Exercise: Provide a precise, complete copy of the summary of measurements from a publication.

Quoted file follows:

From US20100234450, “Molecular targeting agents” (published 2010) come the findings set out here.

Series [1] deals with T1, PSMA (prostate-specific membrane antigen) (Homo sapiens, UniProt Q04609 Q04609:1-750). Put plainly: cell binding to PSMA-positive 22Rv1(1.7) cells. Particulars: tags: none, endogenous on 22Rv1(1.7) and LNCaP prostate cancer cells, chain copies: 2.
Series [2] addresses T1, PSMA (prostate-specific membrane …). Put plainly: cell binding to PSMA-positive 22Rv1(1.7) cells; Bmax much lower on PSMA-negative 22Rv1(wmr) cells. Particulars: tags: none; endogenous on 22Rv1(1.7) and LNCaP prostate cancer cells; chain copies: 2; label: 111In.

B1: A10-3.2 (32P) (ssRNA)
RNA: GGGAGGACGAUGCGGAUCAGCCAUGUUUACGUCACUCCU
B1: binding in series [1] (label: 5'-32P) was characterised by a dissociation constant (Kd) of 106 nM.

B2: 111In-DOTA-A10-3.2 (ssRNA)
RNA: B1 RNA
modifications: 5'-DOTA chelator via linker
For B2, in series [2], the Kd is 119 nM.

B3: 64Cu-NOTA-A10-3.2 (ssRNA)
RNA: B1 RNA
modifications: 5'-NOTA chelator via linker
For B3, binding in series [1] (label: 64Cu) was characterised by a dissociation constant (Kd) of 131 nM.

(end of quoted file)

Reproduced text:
From US20100234450, “Molecular targeting agents” (published 2010) come the findings set out here.

Series [1] deals with T1, PSMA (prostate-specific membrane antigen) (Homo sapiens, UniProt Q04609 Q04609:1-750). Put plainly: cell binding to PSMA-positive 22Rv1(1.7) cells. Particulars: tags: none, endogenous on 22Rv1(1.7) and LNCaP prostate cancer cells, chain copies: 2.
Series [2] addresses T1, PSMA (prostate-specific membrane …). Put plainly: cell binding to PSMA-positive 22Rv1(1.7) cells; Bmax much lower on PSMA-negative 22Rv1(wmr) cells. Particulars: tags: none; endogenous on 22Rv1(1.7) and LNCaP prostate cancer cells; chain copies: 2; label: 111In.

B1: A10-3.2 (32P) (ssRNA)
RNA: GGGAGGACGAUGCGGAUCAGCCAUGUUUACGUCACUCCU
B1: binding in series [1] (label: 5'-32P) was characterised by a dissociation constant (Kd) of 106 nM.

B2: 111In-DOTA-A10-3.2 (ssRNA)
RNA: B1 RNA
modifications: 5'-DOTA chelator via linker
For B2, in series [2], the Kd is 119 nM.

B3: 64Cu-NOTA-A10-3.2 (ssRNA)
RNA: B1 RNA
modifications: 5'-NOTA chelator via linker
For B3, binding in series [1] (label: 64Cu) was characterised by a dissociation constant (Kd) of 131 nM.